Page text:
Flushing for Equitable Development & Urban Planning (FED UP) Coalition Members and Allies Call on Queens Borough President to Oppose Flushing Rezoning
Kew Gardens, NY -- On Thursday, February 20, 2020, members of the Flushing for Equitable Development & Urban Planning (FED UP) Coalition appeared at the Land Use Public Hearing at Queens Borough Hall to call on Acting Queens Borough President Sharon Lee to formally oppose the Special Flushing Waterfront District (SFWD). Following the Community Board 7 public hearing on February 10, the public hearing chaired by the Borough President was the next phase of the ULURP (Uniform Land Use Review Procedure) process, and an advisory vote from the Borough President is expected within 30 days from the CB7 vote that occurred on February 10.
Prior to the public hearing, members and allies of the FED UP coalition congregated on the steps of Queens Borough Hall for a press conference to denounce the absence of transparency, community accountability, and democratic decision-making in the rezoning process, and to call on Borough President Lee to side with the Flushing community over the interests of the developers. Speakers included State Assemblyman Ron Kim (D-AD 40), City Councilman Costa Constantinides (D-CD 22), Seonae Byeon and Tina Han from the MinKwon Center for Community Action, John Choe from the Greater Flushing Chamber of Commerce, Cody Herrmann from the Guardians of Flushing Bay, community organizer Mel Gagarin, and Donal Cogdell from Hope Astoria Church.
Despite the midday scheduling of the public hearing, members of the FED UP coalition, were able to turn out in greater numbers than the developers and their supporters to testify against the SFWD. Throughout the nearly five hour hearing, local Flushing residents passionately spoke about the need for an EIS (Environmental Impact Statement), the consequences of irreversible gentrification and housing displacement of tenants, concerns about accessibility to the waterfront and the street network, and a multitude of other economic, social, environmental, and racial ramifications the SFWD would have on working-class, immigrant, Limited English Proficiency, low income, and elderly Flushing residents. The FED UP Coalition remains unequivocally committed to opposing the further advancement of the SFWD proposal until the grievances of the Flushing community are addressed.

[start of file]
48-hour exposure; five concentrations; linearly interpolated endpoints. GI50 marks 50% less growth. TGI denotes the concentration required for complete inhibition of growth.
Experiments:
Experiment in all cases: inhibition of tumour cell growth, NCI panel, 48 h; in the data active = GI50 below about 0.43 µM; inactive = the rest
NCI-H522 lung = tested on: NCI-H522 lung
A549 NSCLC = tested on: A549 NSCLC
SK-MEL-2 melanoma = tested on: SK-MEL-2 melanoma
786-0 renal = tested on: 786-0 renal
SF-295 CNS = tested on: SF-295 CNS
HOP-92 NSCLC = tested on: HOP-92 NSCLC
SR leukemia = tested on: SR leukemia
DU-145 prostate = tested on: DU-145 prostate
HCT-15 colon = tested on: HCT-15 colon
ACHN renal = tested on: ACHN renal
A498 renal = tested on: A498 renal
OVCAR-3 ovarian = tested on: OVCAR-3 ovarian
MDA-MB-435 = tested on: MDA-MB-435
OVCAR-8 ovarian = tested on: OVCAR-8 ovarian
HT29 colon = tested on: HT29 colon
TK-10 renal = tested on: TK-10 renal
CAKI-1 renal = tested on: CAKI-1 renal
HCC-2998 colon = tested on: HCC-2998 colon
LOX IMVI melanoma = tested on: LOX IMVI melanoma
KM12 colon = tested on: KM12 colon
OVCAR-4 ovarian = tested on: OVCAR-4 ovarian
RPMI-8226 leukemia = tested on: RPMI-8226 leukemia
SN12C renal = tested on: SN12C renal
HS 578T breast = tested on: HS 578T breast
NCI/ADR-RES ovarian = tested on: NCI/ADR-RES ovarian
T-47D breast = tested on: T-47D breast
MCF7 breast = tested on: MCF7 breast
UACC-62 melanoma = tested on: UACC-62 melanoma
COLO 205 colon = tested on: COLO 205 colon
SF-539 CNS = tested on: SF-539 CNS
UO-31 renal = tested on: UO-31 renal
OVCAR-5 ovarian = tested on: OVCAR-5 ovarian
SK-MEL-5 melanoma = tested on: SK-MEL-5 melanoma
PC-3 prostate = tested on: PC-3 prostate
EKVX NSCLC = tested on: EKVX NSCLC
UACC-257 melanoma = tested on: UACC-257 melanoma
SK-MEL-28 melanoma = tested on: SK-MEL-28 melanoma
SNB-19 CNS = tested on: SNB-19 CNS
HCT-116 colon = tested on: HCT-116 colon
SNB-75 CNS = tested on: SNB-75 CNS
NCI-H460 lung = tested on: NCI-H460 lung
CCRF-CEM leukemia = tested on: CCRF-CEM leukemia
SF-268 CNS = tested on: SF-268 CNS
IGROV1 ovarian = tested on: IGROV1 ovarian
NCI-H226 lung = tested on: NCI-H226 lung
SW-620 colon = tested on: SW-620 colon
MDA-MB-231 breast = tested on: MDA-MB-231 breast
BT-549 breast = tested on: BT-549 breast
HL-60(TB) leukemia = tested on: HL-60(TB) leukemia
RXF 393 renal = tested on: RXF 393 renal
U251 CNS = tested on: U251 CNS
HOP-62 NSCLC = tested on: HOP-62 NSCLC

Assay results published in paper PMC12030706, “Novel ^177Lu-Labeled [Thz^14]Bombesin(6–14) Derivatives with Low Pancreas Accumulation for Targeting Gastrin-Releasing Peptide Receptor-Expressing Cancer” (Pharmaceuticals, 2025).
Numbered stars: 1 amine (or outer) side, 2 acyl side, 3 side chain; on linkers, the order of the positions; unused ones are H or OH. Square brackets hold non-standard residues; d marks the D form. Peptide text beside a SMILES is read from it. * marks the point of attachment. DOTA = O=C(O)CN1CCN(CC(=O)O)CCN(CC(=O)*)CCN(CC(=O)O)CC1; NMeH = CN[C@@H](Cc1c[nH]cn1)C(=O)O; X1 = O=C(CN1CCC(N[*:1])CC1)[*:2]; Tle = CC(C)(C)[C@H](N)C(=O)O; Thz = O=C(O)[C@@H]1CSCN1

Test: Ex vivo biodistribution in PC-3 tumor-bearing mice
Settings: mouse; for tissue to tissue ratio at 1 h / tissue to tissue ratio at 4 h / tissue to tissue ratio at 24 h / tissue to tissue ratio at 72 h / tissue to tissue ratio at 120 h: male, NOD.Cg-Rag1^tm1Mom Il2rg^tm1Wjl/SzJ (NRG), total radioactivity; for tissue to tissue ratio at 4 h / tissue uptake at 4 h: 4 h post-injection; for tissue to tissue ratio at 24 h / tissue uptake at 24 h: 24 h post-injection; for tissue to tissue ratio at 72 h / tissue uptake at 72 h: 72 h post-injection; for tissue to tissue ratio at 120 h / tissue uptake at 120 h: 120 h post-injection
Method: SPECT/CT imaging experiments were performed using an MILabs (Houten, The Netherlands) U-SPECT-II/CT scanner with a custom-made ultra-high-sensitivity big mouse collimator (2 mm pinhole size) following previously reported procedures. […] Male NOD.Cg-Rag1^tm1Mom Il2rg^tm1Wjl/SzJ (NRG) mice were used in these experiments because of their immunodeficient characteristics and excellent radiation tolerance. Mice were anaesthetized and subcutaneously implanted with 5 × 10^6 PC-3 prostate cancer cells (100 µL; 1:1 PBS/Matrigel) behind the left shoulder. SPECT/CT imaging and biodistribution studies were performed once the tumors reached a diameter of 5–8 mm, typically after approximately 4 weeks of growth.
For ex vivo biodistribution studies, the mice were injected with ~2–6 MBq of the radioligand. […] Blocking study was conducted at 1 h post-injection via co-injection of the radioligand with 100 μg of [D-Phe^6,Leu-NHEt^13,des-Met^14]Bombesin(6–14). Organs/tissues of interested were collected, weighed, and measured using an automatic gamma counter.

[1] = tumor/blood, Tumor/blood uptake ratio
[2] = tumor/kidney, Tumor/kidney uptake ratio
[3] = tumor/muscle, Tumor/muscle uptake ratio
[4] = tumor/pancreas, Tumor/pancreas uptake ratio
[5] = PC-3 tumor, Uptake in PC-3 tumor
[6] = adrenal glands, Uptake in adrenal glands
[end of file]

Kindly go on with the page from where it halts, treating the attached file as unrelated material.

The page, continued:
John Park, Executive Director of the MinKwon Center, said: “When MinKwon led the Flushing Rezoning Community Alliance in 2015-2016 and surveyed over 300 local residents, including small business owners and faith congregations, the top concern at 74 percent was the rising costs of housing. In addition, 24 percent were concerned about the economic displacement of their neighbors. Since then, housing costs in Flushing has continued to skyrocket, the median household income has continued to drop, and a far greater percentage of people have fallen into the category of severely rent-burdened.
“When Cuomo designated the Flushing Waterfront as a Brownfield Opportunity Area (BOA) to incentivize redevelopment of underutilized areas to benefit local communities, it was to ‘build a shared community vision and consensus on the reuse and redevelopment of strategic sites and actions to achieve community revitalization.’ The proposed number of luxury units in the development is half of the total number of units built in Flushing in the past decade. The current plan is a shared vision and consensus, but among the large speculative developers. What’s been left out, is the community. The 1,725 planned luxury units and hotel is clearly not for local Flushing residents, and the improved Flushing waterfront does very little for the families who moved elsewhere after being economically displaced.”
Seonae Byeon, Lead Housing Organizer at the MinKwon Center, said: “I am a long-time Flushing resident. I became a tenant organizer because I have been witnessing an ever-increasing rate of displacement. Because of the language barrier, low-income, Limited English Proficiency immigrants in Flushing has been at greater risk of gentrification, displacement, and homelessness. In fact, more than 70% of families are rent burdened in Flushing spending more than 50% of their income on rent.